The Times-Dispatch plays devil's advocate:
Playing "What if . . . " can be a silly game. On the other hand, as a speculative exercise, it may be enlightening if limited to broad themes and relatively simple matters. And it's almost always fun, so what the heck:What if, indeed.
What if the aide to a conservative Republican senator from Virginia -- someone like, say, George Allen -- had been arrested for carrying a loaded pistol into a Senate office building?
And what if, after the arrest, the senator had refused to answer questions about the gun's ownership -- but admitted nearly three months later that he did indeed own the gun?
It is against the law to carry a handgun in the District of Columbia. And it is impossible -- without a helicopter -- to reach Capitol Hill without traveling through parts of D.C.The TD openly examines the actions of its fellow MSM's coverage -- or lack of -- throughout this episode.
So what if a newspaper reporter asked our hypothetical conservative Republican senator whether he complies with D.C. gun laws and the senator's response was: "I don't think we need to discuss that anymore"?
Does anyone honestly believe the media would nod and let the matter rest? But that has essentially been the response to the real-life version of our cleverly constructed what if, which differs -- as readers have no doubt deduced -- only in that the senator is Democrat Jim Webb.
Truth be told, we believe the media's response to the story has been appropriate. Petty use of the law to score political points is unseemly and undermines both the integrity of the public debate and respect for the law. Webb's offense -- if there was one at all -- seems relatively minor.Not "might be" a different story but "would be" a different story. We need look no further than the Washington Post and their coverage last fall of George Allen's campaign.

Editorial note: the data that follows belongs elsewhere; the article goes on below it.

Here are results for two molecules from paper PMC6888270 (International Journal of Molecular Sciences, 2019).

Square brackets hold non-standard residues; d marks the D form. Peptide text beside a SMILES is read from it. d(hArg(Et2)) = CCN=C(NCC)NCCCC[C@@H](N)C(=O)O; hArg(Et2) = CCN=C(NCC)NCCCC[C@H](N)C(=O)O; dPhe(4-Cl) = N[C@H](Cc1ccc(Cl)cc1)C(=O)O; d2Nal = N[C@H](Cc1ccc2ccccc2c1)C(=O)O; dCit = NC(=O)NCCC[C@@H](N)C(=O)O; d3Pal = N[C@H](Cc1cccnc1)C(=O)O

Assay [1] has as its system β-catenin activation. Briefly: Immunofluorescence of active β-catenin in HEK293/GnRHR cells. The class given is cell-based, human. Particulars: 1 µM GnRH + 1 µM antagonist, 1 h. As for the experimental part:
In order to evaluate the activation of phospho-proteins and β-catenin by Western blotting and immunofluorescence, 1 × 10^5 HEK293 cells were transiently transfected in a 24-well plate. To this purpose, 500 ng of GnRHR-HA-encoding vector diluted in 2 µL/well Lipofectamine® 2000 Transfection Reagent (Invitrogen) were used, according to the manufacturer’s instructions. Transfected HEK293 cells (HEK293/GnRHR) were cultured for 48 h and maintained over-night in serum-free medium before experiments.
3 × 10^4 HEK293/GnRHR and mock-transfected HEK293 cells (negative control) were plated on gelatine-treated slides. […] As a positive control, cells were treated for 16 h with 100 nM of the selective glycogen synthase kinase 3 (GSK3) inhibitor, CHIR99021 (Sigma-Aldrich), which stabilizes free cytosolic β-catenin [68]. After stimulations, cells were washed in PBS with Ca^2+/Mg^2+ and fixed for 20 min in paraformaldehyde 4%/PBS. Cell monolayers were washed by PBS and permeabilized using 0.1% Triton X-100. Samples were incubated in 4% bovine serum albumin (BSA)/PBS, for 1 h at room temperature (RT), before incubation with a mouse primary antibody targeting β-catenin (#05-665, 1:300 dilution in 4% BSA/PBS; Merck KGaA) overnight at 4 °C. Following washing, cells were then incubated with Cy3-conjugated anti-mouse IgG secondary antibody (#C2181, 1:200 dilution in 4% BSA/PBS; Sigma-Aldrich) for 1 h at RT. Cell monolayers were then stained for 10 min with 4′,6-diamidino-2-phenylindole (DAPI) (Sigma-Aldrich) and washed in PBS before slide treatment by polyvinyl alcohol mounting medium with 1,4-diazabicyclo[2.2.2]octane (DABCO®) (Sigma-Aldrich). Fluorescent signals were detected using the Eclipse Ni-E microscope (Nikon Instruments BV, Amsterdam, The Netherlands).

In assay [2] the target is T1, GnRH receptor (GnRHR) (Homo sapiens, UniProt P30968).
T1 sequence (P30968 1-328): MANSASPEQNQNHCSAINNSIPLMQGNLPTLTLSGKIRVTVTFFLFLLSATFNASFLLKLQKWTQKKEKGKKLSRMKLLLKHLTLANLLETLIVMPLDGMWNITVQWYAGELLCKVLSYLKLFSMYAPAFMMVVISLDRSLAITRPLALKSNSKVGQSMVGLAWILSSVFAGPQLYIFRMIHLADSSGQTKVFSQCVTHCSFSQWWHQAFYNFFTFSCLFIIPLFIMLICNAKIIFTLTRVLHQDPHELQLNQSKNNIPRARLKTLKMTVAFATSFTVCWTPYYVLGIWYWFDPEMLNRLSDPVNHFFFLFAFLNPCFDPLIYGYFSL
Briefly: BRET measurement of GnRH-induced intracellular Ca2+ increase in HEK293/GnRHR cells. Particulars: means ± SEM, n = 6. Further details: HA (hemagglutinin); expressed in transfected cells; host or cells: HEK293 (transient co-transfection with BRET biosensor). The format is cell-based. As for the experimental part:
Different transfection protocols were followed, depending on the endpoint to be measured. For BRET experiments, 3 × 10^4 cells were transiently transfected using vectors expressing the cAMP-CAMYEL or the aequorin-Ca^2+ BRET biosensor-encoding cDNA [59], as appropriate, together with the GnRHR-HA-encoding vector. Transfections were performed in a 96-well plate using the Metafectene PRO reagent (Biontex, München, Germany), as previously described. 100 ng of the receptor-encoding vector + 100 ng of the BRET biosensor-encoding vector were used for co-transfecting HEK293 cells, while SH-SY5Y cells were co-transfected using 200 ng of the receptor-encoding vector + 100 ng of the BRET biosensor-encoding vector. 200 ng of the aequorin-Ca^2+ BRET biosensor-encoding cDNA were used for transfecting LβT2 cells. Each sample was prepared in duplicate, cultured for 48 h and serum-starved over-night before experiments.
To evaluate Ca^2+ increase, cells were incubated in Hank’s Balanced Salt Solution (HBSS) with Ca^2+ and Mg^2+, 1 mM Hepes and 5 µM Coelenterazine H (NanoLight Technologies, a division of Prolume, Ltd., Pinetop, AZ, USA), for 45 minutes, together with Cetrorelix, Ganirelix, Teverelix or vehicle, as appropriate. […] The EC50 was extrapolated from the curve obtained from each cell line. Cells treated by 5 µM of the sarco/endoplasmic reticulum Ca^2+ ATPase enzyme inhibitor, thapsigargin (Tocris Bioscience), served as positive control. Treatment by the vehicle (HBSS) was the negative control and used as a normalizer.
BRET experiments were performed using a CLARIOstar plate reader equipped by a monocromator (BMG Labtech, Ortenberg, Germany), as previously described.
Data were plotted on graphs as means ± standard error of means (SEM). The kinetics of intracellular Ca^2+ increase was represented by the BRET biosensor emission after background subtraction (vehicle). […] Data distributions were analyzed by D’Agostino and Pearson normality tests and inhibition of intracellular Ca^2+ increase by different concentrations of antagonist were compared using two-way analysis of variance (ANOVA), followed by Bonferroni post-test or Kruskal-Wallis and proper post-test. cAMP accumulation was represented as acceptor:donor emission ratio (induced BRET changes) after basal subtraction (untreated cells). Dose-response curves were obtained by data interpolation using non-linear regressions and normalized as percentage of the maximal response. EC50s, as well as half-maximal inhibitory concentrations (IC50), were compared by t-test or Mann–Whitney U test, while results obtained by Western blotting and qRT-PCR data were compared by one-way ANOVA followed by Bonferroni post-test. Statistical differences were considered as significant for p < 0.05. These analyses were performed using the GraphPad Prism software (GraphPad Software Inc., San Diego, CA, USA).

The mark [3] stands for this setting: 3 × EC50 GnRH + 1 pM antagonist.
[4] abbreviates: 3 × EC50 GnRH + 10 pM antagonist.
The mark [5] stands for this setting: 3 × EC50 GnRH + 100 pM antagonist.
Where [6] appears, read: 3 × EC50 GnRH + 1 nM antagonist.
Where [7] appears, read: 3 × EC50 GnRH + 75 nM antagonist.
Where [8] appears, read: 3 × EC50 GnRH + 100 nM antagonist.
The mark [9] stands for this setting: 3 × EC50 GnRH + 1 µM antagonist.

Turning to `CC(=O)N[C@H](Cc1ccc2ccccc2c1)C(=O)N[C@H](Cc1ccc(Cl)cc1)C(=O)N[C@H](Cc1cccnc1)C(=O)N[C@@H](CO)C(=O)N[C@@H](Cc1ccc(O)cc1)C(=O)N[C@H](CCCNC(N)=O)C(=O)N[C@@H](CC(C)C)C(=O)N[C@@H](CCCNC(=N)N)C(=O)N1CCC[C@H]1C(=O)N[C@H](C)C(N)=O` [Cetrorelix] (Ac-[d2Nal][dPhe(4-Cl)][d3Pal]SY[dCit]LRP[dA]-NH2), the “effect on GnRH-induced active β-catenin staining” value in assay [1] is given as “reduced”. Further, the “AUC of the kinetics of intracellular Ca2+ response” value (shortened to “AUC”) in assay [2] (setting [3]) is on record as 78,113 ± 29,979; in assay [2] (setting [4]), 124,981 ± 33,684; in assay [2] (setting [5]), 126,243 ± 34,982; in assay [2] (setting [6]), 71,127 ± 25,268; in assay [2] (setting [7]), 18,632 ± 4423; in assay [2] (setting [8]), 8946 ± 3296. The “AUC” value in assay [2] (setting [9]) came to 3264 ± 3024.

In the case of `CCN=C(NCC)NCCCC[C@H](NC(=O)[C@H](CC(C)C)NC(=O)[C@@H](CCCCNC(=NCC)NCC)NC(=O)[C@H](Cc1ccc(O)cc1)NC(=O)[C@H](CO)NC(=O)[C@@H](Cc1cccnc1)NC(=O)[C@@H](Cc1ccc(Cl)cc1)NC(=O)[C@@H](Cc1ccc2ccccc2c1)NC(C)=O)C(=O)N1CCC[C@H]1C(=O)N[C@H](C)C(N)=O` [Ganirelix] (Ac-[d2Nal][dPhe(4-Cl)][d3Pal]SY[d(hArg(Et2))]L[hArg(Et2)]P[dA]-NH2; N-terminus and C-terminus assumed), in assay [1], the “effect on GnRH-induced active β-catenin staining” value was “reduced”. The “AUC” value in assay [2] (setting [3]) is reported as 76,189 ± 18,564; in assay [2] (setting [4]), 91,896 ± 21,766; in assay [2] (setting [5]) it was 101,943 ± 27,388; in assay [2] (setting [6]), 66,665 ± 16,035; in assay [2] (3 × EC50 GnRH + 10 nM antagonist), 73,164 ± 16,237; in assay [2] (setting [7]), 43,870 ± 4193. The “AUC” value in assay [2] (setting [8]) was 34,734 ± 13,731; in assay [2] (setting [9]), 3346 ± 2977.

On the other hand, much of the media has spent the past six years working to undermine conservative Republicans by slamming them with unproven or absurdly arcane charges of legal wrongdoing. The Justice Department seems to be doing a good job catching the real crooks in both parties, including plenty of Republicans. The media's standards are much lower.
We've heard few demands for further investigation into Webb's gun kerfuffle -- and the media display little appetite to pursue the public's right to know more about the incident. And that's probably best.
But what if Webb were a Republican? Now that might be a different story altogether.
What if, indeed.